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:-. MOSES CONSECRATES AARON AND HIS SONS.
2. Take Aaron and his sons—The consecration of Aaron and his sons had been ordered long before ( :-), but it is now described with all the details of the ceremonial, as it was gone through after the tabernacle was completed and the regulations for the various sacrifices enacted.
3-5. gather thou all the congregation together, c.—It was manifestly expedient for the Israelitish people to be satisfied that Aaron's appointment to the high dignity of the priesthood was not a personal intrusion, nor a family arrangement between him and Moses and nothing, therefore, could be a more prudent or necessary measure, for impressing a profound conviction of the divine origin and authority of the priestly institution, than to summon a general assembly of the people, and in their presence perform the solemn ceremonies of inauguration, which had been prescribed by divine authority.
6. Moses . . . washed them with water—At consecration they were subjected to entire ablution, though on ordinary occasions they were required, before entering on their duties, only to wash their hands and feet. This symbolical ablution was designed to teach them the necessity of inward purity, and the imperative obligation on those who bore the vessels and conducted the services of the sanctuary to be holy.
7-9. he put upon him the coat, and girded him with the girdle—The splendor of the official vestments, together with the gorgeous tiara of the high priest, was intended, doubtless, in the first instance, to produce in the minds of the people a high respect for the ministers of religion; and in the next, from the predominant use of linen, to inculcate upon Aaron and his sons the duty of maintaining unspotted righteousness in their characters and lives.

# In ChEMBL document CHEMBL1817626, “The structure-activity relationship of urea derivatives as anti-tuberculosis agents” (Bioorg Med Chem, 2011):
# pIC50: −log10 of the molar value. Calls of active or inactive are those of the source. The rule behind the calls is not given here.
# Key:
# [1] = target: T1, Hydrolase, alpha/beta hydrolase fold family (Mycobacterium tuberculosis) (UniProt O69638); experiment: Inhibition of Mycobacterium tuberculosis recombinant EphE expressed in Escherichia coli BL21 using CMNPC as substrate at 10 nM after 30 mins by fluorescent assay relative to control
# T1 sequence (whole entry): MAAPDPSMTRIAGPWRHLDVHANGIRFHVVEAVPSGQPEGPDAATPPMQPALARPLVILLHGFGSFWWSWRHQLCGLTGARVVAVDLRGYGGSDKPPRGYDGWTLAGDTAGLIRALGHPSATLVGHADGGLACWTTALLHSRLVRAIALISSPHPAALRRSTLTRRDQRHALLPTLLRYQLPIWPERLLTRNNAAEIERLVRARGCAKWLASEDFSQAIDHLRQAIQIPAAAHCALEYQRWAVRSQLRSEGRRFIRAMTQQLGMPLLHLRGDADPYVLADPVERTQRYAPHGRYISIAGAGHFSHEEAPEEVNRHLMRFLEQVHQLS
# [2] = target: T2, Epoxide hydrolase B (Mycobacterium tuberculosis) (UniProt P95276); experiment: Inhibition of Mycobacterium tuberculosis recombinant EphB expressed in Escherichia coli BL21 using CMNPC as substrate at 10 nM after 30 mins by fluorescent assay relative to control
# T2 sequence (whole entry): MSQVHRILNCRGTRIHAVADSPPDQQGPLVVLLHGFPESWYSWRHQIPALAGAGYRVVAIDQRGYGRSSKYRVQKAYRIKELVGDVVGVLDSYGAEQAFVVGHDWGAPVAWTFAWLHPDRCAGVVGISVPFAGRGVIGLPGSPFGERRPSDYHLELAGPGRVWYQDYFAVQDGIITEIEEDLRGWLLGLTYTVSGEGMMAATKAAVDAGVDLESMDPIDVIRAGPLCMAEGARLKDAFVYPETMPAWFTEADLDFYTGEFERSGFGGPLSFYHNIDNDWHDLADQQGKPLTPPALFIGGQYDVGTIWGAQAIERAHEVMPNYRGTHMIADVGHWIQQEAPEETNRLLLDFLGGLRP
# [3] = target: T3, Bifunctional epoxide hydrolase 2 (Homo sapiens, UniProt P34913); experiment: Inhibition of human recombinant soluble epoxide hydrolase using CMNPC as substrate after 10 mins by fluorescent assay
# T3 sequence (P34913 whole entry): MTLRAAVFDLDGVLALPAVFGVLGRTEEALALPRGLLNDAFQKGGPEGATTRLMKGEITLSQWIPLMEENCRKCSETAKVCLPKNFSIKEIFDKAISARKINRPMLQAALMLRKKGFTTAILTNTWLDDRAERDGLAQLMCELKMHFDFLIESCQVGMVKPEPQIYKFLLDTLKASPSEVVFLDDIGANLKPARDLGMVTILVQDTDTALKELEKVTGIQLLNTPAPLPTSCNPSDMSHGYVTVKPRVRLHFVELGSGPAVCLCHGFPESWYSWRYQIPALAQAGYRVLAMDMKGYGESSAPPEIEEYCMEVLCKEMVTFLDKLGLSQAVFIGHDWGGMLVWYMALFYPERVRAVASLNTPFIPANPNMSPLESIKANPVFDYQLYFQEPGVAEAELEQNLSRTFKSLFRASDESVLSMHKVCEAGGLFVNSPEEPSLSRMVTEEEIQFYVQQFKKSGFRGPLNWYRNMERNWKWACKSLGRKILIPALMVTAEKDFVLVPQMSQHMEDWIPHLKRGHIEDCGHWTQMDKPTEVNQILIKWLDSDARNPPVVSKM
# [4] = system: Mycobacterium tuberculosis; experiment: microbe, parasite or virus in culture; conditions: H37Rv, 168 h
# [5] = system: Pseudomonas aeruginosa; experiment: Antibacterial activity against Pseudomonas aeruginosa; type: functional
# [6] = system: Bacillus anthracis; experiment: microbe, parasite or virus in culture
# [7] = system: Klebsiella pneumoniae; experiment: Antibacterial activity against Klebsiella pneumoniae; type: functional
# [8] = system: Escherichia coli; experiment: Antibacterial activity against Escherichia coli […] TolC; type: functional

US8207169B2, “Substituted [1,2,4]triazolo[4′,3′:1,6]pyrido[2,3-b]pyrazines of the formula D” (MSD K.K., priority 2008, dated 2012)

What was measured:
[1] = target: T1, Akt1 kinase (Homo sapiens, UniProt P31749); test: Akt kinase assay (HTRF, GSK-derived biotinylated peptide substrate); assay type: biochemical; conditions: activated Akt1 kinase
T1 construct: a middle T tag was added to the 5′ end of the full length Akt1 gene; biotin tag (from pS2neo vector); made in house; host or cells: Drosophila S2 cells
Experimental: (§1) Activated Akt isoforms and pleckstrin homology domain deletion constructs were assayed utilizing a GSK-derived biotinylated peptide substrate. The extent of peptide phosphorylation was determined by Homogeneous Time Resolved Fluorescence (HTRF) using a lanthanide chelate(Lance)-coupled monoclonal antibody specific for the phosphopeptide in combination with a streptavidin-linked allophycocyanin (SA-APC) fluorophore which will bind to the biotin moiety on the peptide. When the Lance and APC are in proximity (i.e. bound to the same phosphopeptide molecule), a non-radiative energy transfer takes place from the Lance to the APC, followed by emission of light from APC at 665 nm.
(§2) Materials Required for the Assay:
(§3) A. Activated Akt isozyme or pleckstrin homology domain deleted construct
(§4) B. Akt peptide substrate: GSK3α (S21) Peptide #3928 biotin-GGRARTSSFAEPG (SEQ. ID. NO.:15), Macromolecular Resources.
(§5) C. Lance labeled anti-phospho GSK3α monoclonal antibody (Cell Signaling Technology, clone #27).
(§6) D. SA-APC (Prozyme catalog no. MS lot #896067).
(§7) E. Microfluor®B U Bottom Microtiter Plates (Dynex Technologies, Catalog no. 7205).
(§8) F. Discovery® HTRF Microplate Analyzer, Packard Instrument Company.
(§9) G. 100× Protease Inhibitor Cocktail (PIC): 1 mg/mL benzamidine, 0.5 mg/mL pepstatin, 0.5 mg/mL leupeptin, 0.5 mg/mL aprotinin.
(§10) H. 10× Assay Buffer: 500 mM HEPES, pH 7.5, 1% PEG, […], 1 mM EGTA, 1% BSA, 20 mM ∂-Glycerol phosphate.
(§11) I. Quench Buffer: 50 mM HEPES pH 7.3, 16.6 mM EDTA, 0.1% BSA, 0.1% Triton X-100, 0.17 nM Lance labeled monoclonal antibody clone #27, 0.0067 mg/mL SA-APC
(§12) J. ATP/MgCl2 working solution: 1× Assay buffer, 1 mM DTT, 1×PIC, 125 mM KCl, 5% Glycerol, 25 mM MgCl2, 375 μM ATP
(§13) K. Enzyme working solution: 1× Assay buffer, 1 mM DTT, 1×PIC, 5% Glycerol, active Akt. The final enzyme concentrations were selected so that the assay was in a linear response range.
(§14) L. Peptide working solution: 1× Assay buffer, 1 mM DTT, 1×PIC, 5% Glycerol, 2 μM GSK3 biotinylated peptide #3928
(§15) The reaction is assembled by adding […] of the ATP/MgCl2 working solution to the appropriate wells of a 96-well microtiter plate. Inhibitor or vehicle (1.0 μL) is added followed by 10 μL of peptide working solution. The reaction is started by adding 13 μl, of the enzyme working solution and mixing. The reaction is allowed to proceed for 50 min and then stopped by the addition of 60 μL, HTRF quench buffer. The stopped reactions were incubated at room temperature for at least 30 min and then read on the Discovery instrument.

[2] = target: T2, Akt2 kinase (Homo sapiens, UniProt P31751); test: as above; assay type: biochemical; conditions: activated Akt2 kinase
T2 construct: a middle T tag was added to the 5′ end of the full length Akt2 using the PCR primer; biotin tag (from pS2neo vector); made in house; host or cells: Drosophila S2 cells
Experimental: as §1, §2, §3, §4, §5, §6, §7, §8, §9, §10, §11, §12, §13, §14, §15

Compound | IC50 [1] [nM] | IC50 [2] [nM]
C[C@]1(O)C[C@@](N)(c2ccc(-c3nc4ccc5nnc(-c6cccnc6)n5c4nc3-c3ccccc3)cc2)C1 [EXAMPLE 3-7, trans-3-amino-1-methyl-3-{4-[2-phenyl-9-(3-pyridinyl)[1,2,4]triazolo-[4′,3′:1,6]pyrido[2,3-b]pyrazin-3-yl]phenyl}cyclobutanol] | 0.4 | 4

10-12. took the anointing oil, &c.—which was designed to intimate that persons who acted as leaders in the solemn services of worship should have the unction of the Holy One both in His gifts and graces.
14-17. brought the bullock for the sin offering, &c.—a timely expression of their sense of unworthiness—a public and solemn confession of their personal sins and a transference of their guilt to the typical victim.
18-21. brought the ram, &c.—as a token of their entire dedication to the service of God.
22-30. brought the other ram,—&c. After the sin offering and burnt offering had been presented on their behalf, this was their peace offering, by which they declared the pleasure which they felt in entering upon the service of God and being brought into close communion with Him as the ministers of His sanctuary, together with their confident reliance on His grace to help them in all their sacred duties.
33. ye shall not go out of the door of the tabernacle of the congregation, &c.—After all these preliminaries, they had still to undergo a week's probation in the court of the tabernacle before they obtained permission to enter into the interior of the sacred building. During the whole of that period the same sacrificial rites were observed as on the first day, and they were expressly admonished that the smallest breach of any of the appointed observances would lead to the certain forfeiture of their lives [Leviticus 8:35].
These files are a derivative of an electronic edition prepared from text scanned by Woodside Bible Fellowship.
This expanded edition of the Jameison-Faussett-Brown Commentary is in the public domain and may be freely used and distributed.
Jamieson, Robert, D.D.; Fausset, A. R.; Brown, David. "Commentary on Leviticus 8". "Commentary Critical and Explanatory on the Whole Bible". https://www.studylight.org/
the Week of Christ the King / Proper 29 / Ordinary 34